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Myths Debunked

You got questions? We got answers. This is where shampoo and conditioner bar myths get DEBUNKED! 

Myth No 1: Using a shampoo bar will feel like rubbing a block of cheese on my head, and it won’t lather. 

Myth debunked: This is people’s no 1 expectation, but if you have purchased a proper non-soap shampoo bar (and not one of the soap-bars masquerading as shampoo) then do not fear; it WILL lather! How much it will lather depends on the ingredients. Honua Bars have been carefully formulated to give an extra rich, creamy, bubbly lather.

Honua Bars are 100% concentrated shampoo, whereas liquid shampoo is generally 80% water and 20% shampoo. This means that you need to really wet the bar first, rub it between your hands to get that lather going, and keep adding water as you go. You’ll find that you don’t need to use very much; a little goes a long way.

Myth No 2: A solid conditioner won’t detangle. I do hair-unfriendly activities like surfing or skydiving and my hair gets mega tangled, so I need a liquid conditioner.

Myth debunked: We have been there. We have come back from a surf, swim or snorkel where it feels like every strand is in an epic battle with every other strand and surely it will take a hairdresser to untangle this monstrosity. But not to fear; the Honua Bars conditioner will detangle like a pro. The trick is to thoroughly wet the bar first and keep adding water as you go. It will take a little bit longer to apply than if using a liquid, but the results are just as good. 

Myth No 3: I’ll have to do a ‘apple cider vinegar rinse' after using a shampoo bar.

Myth debunked: If you buy a ‘non-soap’ shampoo bar like Honua Bars then absolutely not; you will have soft, clean shiny hair from the very first wash. Definitely no cider rinse required! The issue here is that there are two types of ‘shampoo bar’ out there: 

  • Real shampoo bars which will distinguish themselves as that by marketing themselves as ‘non-soap’; these will be formulated with surfactants that will gently clean your hair, will have a low pH and will leave the hair cuticles closed, protecting the hair shaft.
  • ‘Shampoo’ bars that are soap-based, i.e. it's just soap. While great on skin, soap is harsh on the hair. It has a very high pH which leaves the cuticles open and the hair shaft vulnerable, and will do your hair damage in the long run. Some will advocate using a ‘apple cider vinegar’ rinse after a soap-based bar as it has a lower pH and can help close the hair cuticles down; but this will only partially mitigate the harmful effects of shampooing with soap; not undo them. Better to just not cause damage to your hair in the first place!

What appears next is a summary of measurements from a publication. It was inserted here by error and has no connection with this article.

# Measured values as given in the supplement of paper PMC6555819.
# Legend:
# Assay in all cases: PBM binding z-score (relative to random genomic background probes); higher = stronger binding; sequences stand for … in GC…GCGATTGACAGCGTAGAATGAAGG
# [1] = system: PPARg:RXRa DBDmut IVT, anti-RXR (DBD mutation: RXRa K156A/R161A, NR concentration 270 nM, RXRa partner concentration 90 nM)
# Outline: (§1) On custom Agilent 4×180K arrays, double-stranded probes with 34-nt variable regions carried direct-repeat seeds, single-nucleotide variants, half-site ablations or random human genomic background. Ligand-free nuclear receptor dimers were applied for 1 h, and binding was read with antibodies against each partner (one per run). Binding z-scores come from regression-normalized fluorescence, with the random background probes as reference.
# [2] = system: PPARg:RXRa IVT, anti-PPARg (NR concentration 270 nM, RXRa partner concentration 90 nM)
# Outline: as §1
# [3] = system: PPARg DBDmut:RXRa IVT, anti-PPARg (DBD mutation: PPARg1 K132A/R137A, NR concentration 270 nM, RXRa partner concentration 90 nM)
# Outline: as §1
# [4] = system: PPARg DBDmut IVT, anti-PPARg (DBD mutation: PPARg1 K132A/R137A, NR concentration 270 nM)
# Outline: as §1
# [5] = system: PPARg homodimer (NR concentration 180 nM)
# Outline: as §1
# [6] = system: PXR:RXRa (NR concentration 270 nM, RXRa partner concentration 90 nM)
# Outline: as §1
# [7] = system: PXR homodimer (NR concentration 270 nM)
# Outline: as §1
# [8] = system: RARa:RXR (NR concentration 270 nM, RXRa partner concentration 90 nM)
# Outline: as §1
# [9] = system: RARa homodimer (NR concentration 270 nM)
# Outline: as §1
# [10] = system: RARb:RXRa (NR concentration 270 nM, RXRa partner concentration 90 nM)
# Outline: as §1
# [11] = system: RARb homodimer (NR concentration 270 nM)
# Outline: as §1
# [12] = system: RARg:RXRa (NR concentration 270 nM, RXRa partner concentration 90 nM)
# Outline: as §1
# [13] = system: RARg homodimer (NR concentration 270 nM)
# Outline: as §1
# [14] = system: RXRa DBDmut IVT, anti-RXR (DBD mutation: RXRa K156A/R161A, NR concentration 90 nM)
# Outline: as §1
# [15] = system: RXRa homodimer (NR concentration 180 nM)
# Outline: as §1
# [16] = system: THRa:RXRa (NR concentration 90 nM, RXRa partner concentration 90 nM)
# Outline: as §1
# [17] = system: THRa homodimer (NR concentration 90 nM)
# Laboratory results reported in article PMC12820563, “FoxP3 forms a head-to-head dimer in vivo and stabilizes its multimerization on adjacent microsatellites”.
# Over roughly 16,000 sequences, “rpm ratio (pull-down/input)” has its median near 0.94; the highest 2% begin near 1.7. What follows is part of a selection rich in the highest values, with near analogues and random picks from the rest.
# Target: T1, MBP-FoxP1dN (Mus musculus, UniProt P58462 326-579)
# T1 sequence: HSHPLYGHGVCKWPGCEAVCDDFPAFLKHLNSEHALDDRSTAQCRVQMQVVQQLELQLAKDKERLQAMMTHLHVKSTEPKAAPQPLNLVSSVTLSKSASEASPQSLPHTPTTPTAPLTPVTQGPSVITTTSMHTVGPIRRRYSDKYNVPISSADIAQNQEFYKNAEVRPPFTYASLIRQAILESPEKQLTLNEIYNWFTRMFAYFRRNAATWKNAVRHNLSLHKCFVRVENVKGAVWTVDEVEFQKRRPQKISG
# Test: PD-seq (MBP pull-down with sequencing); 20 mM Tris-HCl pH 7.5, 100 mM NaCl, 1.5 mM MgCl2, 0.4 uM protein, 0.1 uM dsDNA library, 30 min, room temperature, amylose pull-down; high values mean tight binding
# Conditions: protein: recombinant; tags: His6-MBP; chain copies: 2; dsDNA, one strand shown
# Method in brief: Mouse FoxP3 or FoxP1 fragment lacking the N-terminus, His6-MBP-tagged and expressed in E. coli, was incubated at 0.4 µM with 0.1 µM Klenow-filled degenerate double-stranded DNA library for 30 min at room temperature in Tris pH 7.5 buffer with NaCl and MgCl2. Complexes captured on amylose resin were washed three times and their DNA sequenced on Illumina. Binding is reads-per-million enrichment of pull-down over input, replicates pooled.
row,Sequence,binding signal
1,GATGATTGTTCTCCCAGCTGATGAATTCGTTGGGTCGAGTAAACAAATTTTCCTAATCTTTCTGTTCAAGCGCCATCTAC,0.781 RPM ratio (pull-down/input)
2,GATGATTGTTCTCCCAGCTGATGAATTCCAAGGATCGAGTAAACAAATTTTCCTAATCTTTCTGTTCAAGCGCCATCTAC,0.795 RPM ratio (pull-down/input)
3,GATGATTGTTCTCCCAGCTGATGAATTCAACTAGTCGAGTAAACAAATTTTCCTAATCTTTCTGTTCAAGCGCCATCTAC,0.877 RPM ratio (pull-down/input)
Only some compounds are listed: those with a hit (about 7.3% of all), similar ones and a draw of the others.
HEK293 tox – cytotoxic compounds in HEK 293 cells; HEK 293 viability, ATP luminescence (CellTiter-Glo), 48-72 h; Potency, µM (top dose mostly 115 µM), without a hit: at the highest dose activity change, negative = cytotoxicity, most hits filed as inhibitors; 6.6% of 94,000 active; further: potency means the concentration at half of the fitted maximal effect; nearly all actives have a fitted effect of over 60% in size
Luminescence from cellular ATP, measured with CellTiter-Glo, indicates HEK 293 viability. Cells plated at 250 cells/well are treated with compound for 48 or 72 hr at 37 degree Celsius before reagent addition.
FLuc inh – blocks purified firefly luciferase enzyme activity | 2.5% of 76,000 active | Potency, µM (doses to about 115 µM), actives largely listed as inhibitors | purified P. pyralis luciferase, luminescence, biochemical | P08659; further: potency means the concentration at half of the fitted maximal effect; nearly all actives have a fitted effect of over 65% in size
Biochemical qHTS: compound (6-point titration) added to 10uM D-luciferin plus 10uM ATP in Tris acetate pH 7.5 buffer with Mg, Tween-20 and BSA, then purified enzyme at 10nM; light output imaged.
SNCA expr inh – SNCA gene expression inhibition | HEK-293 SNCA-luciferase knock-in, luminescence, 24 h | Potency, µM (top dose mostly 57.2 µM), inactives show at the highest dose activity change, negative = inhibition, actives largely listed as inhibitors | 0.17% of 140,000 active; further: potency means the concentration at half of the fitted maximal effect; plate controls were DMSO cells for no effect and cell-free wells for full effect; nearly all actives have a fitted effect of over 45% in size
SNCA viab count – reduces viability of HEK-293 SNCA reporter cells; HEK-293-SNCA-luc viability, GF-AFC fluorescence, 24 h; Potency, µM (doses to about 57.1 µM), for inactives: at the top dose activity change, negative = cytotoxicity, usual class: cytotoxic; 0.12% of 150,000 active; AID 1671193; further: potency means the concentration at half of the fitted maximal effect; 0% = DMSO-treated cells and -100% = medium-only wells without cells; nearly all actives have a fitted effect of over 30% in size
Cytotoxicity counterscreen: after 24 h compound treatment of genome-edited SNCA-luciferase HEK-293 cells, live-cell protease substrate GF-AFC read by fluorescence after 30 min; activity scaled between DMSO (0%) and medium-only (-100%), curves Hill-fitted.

This chick is pretty stoked she ain't gotta do no apple cider vinegar rinse 

Myth No 4: It’s too expensive. I can’t afford bar shampoo. 

Myth debunked: Part of the reason we believe shampoo bars haven’t become mainstream yet is because psychologically people equate 1 shampoo bar with 1 bottle, when really 1 shampoo bar = 3 bottles. And also sadly shampoo bars often look pretty similar to a soap bar, which we know is cheap. However a shampoo bar is fundamentally very different from a soap bar; it is formulated with surfactants which cleanse your hair differently from how soap cleanses skin. There is a reason why shampoos were developed for washing hair; it needs more gentle treatment than skin does. The surfactants in shampoo are much more expensive than the lye (aka sodium hydroxide) used to make soap. And then within surfactants you have harsher cheaper ones like SLS and SLES, and gentler more expensive ones like SCI and SLSA. Shampoo bars tend to be made for more discerning target markets, and thus tend to use the expensive gentle surfactants. 

If, like us, you were a sucker for when Ogx is half price in the supermarket, then you know it’s $10 on half price. Who doesn’t like a good dealio?! Ogx; like Honua Bars; is sulfate free, paraben free and pH balanced. However 1 Honua Bar will last as long as 2.5 385g Ogx bottles. So if you compare the cost of a Honua Bar to the equivalent amount of bottles of liquid shampoo of similar quality ingredients, it actually works out cheaper in the long run. 

In summary, if you like salon quality hair products, then shampoo bars are often more cost effective over time than the liquid equivalents; they just involve a higher up-front cost.  

Myth No 5: Changing a lifelong habit is scary and it’s going to be hard adjusting.

Myth debunked: We know the feeling because when we bought our first shampoo bar it sat there in the bathroom unused for OVER A MONTH. Like a pretty new bathroom ornament. Why? Change is scary. It takes courage to try something completely new, even when it’s something as simple as the way you wash your hair. But as soon as you take that leap and give it a go, you will realise there was nothing to fear; it really is very easy. The shampoo will lather and the conditioner will untangle, even though it looks different from bottled shampoo. You are adding the water yourself as you go, rather than having the water in the bottle. Simples!